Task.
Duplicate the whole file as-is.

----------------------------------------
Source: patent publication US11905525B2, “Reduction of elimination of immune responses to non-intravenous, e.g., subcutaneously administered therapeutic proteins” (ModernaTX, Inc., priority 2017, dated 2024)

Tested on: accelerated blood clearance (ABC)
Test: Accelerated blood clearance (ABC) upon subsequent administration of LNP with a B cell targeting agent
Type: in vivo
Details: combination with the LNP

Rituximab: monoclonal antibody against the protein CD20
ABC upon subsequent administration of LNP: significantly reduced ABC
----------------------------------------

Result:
Source: patent publication US11905525B2, “Reduction of elimination of immune responses to non-intravenous, e.g., subcutaneously administered therapeutic proteins” (ModernaTX, Inc., priority 2017, dated 2024)

Tested on: accelerated blood clearance (ABC)
Test: Accelerated blood clearance (ABC) upon subsequent administration of LNP with a B cell targeting agent
Type: in vivo
Details: combination with the LNP

Rituximab: monoclonal antibody against the protein CD20
ABC upon subsequent administration of LNP: significantly reduced ABC